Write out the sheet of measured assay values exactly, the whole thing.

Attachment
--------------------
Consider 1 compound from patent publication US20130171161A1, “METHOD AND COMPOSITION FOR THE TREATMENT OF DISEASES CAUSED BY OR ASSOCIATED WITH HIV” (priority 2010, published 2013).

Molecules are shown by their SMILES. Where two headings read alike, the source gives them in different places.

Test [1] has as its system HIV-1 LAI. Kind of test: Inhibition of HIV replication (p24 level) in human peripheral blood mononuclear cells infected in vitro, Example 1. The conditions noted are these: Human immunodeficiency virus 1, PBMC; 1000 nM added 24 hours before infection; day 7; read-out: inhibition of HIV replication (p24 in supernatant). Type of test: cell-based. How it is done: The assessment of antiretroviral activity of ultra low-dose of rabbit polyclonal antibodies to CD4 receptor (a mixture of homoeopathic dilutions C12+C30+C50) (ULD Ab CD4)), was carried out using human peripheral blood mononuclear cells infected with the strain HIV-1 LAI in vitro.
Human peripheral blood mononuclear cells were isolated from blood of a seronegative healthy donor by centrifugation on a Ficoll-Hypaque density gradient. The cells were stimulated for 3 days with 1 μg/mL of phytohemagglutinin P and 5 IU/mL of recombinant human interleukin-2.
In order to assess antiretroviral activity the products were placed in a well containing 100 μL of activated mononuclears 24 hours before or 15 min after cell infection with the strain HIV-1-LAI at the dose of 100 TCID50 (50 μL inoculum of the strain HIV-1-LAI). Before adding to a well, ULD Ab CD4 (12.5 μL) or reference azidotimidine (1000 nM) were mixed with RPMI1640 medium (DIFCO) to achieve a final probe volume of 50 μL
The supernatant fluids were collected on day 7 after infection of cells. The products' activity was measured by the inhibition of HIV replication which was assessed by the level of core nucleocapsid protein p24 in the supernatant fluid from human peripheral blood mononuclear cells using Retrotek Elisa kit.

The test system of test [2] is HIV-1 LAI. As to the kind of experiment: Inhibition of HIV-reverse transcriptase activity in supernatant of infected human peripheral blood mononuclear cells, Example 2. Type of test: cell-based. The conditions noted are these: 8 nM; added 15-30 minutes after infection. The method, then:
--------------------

Consider 1 compound from patent publication US20130171161A1, “METHOD AND COMPOSITION FOR THE TREATMENT OF DISEASES CAUSED BY OR ASSOCIATED WITH HIV” (priority 2010, published 2013).

Molecules are shown by their SMILES. Where two headings read alike, the source gives them in different places.

Test [1] has as its system HIV-1 LAI. Kind of test: Inhibition of HIV replication (p24 level) in human peripheral blood mononuclear cells infected in vitro, Example 1. The conditions noted are these: Human immunodeficiency virus 1, PBMC; 1000 nM added 24 hours before infection; day 7; read-out: inhibition of HIV replication (p24 in supernatant). Type of test: cell-based. How it is done: The assessment of antiretroviral activity of ultra low-dose of rabbit polyclonal antibodies to CD4 receptor (a mixture of homoeopathic dilutions C12+C30+C50) (ULD Ab CD4)), was carried out using human peripheral blood mononuclear cells infected with the strain HIV-1 LAI in vitro.
Human peripheral blood mononuclear cells were isolated from blood of a seronegative healthy donor by centrifugation on a Ficoll-Hypaque density gradient. The cells were stimulated for 3 days with 1 μg/mL of phytohemagglutinin P and 5 IU/mL of recombinant human interleukin-2.
In order to assess antiretroviral activity the products were placed in a well containing 100 μL of activated mononuclears 24 hours before or 15 min after cell infection with the strain HIV-1-LAI at the dose of 100 TCID50 (50 μL inoculum of the strain HIV-1-LAI). Before adding to a well, ULD Ab CD4 (12.5 μL) or reference azidotimidine (1000 nM) were mixed with RPMI1640 medium (DIFCO) to achieve a final probe volume of 50 μL
The supernatant fluids were collected on day 7 after infection of cells. The products' activity was measured by the inhibition of HIV replication which was assessed by the level of core nucleocapsid protein p24 in the supernatant fluid from human peripheral blood mononuclear cells using Retrotek Elisa kit.

The test system of test [2] is HIV-1 LAI. As to the kind of experiment: Inhibition of HIV-reverse transcriptase activity in supernatant of infected human peripheral blood mononuclear cells, Example 2. Type of test: cell-based. The conditions noted are these: 8 nM; added 15-30 minutes after infection. The method, then: